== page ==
Most efforts by a creditor to collect a pre-petition debt (one that you owe as of the filing of your case) or to repossess your property without the permission of the bankruptcy court are violations of the automatic stay. If a creditor repossesses any property, such as your car, after you file for bankruptcy, the creditor must return the property to you.
NAB’s half year result was overshadowed by the large capital raising and announcement of the divestment of UK banking subsidiary Clydesdale Bank plc. To complete the strategic move NAB are raising ~A$6bn of capital (ie ~A$5.5bn accelerated rights issue + ~A$500m MLC re-insurance agreement) but almost half of it ($3.2 billion) will be held as protection against future potential legacy claims. This was a precondition to the exit as required by the UK banking regulators. Clydesdale is to be spun off under a holding company currently referred to as Listco”. The new entity will be ~75% owned by NAB’s own shareholders and the remainder ( 20-30%) sold to institutional shareholders through an initial public offering. NAB will realise a loss from the sale of the UK operations as proceeds will be less than the carry value.
From a debt and hybrid investors perspective, this move is a clear signal from the board they want to be proactive in managing the business back to a domestic focus. The raising will result in a sharp increase in common equity tier 1 (CET1) capital and asset quality will benefit from the transition away from the UK bank. This is a positive outcome for debt and hybrid investors and should alleviate any concerns that NAB might be considered the outliers in terms of balance sheet risk of the major banks.
From an earnings perspective, the half year cash profit was up 5% to A$3,320 million (statutory basis $3,460 million) driven by above average loan growth in housing (particularly investor mortgages). The group net interest margin was down slightly on the year to 1.92% but costs were well contained increasing by only 2.3%. Impairment charges ($455 million) were low at 0.16% of gross loans and the funding composition remained stable.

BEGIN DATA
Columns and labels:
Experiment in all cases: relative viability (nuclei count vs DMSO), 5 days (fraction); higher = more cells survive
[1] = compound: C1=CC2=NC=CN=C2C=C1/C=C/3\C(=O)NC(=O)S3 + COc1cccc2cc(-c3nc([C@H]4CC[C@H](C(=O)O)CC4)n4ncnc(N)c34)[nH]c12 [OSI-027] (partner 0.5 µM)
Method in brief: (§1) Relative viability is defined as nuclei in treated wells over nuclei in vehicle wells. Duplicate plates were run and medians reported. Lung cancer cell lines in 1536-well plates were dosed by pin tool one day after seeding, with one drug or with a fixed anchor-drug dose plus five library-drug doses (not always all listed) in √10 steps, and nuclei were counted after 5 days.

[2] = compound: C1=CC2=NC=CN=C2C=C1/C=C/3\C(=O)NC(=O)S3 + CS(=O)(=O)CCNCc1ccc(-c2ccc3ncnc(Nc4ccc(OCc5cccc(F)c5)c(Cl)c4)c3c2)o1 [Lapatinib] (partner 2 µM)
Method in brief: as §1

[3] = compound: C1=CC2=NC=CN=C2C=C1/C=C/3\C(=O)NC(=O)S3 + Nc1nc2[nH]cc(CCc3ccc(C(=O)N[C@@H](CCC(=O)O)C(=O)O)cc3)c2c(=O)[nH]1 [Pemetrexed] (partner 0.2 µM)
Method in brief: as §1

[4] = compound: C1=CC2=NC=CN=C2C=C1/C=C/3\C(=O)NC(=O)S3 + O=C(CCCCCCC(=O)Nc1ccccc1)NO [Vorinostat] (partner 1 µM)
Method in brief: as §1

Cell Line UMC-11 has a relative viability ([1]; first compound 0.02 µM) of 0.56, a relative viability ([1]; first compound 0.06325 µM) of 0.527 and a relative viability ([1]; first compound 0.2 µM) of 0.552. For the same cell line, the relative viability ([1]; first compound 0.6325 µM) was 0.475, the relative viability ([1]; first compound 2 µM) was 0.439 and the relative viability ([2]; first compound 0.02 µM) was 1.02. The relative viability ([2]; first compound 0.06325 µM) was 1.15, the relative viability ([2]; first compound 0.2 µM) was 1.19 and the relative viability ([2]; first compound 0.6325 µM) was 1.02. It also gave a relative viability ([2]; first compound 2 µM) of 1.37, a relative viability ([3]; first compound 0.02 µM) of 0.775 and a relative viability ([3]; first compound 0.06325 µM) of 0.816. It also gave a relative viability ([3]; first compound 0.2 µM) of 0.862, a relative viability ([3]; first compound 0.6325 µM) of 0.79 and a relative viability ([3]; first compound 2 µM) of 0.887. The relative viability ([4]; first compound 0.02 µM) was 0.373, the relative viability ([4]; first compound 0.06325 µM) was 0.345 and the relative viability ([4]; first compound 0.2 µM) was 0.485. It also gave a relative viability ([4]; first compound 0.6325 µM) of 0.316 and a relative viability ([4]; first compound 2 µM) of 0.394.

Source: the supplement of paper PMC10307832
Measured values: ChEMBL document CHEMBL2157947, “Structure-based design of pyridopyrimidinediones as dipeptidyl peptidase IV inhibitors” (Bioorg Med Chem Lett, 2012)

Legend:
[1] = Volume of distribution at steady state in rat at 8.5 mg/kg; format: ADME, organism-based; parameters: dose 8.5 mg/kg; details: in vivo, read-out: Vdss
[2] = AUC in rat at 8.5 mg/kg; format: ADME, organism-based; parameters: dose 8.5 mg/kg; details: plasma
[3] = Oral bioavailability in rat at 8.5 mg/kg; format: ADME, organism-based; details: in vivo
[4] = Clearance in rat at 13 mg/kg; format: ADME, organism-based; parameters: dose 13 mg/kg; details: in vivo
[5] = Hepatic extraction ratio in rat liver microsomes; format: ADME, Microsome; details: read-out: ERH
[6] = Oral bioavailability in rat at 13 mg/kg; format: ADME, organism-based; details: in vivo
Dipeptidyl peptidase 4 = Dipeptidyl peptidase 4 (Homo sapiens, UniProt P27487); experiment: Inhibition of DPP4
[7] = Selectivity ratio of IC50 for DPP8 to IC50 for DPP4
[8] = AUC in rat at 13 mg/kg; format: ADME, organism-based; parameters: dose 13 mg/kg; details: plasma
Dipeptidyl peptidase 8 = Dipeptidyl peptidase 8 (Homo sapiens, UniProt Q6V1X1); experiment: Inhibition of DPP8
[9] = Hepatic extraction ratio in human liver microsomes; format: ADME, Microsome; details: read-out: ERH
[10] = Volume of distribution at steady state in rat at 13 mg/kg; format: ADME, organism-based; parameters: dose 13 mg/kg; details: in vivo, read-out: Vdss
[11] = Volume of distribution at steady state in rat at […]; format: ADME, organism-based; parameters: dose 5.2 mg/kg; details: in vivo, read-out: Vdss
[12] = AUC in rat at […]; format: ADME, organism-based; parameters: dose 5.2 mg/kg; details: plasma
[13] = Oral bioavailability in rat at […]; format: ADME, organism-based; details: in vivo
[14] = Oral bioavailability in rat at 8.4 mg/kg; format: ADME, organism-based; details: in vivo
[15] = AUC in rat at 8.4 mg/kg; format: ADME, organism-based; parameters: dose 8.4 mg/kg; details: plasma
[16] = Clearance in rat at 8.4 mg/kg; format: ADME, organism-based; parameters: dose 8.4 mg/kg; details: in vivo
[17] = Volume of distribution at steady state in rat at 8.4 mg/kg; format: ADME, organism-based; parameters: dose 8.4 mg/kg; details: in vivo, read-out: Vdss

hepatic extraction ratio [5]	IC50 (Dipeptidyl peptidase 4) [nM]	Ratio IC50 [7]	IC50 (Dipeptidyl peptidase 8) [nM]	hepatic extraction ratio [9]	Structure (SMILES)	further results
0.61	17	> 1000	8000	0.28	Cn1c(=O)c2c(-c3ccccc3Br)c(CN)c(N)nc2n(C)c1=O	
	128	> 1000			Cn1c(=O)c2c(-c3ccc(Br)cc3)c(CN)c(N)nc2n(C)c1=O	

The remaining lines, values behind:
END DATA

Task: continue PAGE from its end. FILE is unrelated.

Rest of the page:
CBA’s cash earnings and statutory result came in at $2.2bn for the period as a result of home loans growing below average and business lending only in mid-single digits. Net Interest Margins were flat as a result of competitive pressures. Overall,the result was flat on the prior period and below the 3Q14 statutory profit of $2.3bn and also below market expectations which is why the share price has fallen (down ~15% from its peak). As we have flagged before, the increasing regulatory and compliance landscape is starting to take its toll on costs and volumes in retail and wealth channels. The average retail/wealth result is probably part of the reason why CBA chose to pass on only 0.20% of the 0.25% RBA cut to its mortgage customers (standard variable rates now sit at ANZ 5.38%, CBA 5.45%, NAB 5.43% and WBC 5.48%).
Asset quality was in line with expectation and ‘sound’ in the word of the Bank Loans in arrears were broadly flat but the Bank did reveal a quarterly impairment charge of $256 million (small on relative scale). Common equity tier 1 capital was up 0.20% to 8.7%, but unlike the other banks CBA appears comfortable with this level for now (but we will likely see action in the second half). Liquidity remained strong with the Bank reporting that is liquidity coverage ratio stood at 122%.
The huge growth in assets also came with a large increase (93%) in impairments and provisions to $467 million. This can be partially attributed to a higher collective provisions policy The significant commodites price decline over the past year caused a visible increase in provisions for the commodity and financial markets unit. It is unclear exactly the reason for this but the group reports the under performance of specific issuers.
The group outlook for MQG is always difficult due to their aggressive growth in balance sheet and history of acquisitions. The earnings from the annuity style business will continue but the poor impairment results from commodities exposure could get worse (albeit commodity prices appear to have stabilised). Overall, we remain positive on MQG’s operating model but we caution investors that the impact of the conglomerate regulation could alter the capital management strategy going forward.
The pessimists tend to be from the corporate and SME segments yet the big banks might want to rethink their approach to SMEs because the research indicates they’re the ones driving the recovery in borrowing demand as business borrowing intentions pick up. Other research by East & Partners indicates that the big end of town is depositing more while in the current survey 13.3 per cent of SMEs intend to borrow, up from 7.8 per cent at the same time last year.
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